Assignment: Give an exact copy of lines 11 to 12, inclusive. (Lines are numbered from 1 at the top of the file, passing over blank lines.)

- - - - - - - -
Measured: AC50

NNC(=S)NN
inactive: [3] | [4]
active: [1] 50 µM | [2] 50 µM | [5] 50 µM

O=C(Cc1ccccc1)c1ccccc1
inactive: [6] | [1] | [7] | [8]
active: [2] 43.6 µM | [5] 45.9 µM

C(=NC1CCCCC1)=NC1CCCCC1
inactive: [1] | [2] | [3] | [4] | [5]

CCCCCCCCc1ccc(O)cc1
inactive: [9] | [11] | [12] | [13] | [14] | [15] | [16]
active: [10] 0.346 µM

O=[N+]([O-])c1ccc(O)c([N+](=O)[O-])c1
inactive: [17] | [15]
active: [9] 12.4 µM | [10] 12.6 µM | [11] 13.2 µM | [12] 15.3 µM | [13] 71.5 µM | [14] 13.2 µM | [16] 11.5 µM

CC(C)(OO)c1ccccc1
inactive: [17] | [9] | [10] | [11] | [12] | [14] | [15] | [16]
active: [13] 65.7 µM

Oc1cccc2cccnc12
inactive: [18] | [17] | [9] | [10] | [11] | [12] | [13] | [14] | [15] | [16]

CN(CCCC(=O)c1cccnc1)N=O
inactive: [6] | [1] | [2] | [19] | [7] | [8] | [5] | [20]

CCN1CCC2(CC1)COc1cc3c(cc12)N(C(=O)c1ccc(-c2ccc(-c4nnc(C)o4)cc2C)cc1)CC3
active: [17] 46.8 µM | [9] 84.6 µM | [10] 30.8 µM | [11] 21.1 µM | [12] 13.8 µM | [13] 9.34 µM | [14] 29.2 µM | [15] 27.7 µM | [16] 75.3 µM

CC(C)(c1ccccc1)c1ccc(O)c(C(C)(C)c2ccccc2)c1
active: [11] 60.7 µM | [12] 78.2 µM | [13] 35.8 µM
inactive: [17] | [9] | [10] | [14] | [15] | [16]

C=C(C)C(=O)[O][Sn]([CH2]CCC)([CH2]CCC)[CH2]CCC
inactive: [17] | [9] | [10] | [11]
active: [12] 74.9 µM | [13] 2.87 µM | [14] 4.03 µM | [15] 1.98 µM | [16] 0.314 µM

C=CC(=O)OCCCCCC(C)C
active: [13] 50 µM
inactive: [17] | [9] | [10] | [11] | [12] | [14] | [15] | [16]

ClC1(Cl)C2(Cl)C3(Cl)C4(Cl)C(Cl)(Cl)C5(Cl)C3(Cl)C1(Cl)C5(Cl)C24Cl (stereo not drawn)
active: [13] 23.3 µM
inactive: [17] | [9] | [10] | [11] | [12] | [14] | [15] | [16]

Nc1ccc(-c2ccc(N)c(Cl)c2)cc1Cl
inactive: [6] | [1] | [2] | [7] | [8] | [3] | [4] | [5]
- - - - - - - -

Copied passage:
inactive: [9] | [11] | [12] | [13] | [14] | [15] | [16]
active: [10] 0.346 µM